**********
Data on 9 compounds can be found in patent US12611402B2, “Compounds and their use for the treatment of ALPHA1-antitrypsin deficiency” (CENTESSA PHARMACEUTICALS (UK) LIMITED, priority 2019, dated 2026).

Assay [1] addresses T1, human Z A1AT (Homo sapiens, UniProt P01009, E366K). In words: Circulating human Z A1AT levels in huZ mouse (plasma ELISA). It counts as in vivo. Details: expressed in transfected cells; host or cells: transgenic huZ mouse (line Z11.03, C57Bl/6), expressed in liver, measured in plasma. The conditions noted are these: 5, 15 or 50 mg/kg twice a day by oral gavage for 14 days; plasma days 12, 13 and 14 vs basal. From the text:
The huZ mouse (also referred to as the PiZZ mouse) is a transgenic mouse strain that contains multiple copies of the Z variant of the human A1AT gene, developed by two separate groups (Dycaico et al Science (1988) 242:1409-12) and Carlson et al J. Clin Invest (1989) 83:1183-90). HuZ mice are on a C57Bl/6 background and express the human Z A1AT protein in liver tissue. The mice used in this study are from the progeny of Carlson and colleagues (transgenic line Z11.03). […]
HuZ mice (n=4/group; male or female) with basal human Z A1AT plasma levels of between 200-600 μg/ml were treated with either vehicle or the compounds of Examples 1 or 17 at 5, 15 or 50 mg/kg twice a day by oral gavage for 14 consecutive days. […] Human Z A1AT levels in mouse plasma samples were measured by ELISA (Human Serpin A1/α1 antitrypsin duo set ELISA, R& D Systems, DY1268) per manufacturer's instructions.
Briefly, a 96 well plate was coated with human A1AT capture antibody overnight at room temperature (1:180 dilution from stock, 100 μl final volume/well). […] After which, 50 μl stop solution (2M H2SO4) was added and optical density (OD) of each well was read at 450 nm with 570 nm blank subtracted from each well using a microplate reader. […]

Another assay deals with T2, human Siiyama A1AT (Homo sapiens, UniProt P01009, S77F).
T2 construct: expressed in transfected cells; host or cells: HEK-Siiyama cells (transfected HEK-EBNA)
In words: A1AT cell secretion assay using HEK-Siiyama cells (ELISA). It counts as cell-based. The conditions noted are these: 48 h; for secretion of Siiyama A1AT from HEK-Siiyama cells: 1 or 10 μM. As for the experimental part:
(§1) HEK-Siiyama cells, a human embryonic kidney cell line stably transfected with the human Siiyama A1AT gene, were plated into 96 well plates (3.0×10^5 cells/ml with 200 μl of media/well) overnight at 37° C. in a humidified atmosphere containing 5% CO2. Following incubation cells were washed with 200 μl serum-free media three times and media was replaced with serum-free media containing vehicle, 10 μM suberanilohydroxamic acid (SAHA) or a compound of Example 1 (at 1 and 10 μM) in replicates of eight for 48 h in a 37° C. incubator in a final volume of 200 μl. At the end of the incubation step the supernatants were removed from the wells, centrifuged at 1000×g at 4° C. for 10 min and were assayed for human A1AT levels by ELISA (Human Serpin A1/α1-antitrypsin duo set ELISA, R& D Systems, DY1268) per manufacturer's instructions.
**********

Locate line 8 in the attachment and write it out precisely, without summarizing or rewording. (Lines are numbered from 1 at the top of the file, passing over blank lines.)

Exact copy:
In words: A1AT cell secretion assay using HEK-Siiyama cells (ELISA). It counts as cell-based. The conditions noted are these: 48 h; for secretion of Siiyama A1AT from HEK-Siiyama cells: 1 or 10 μM. As for the experimental part: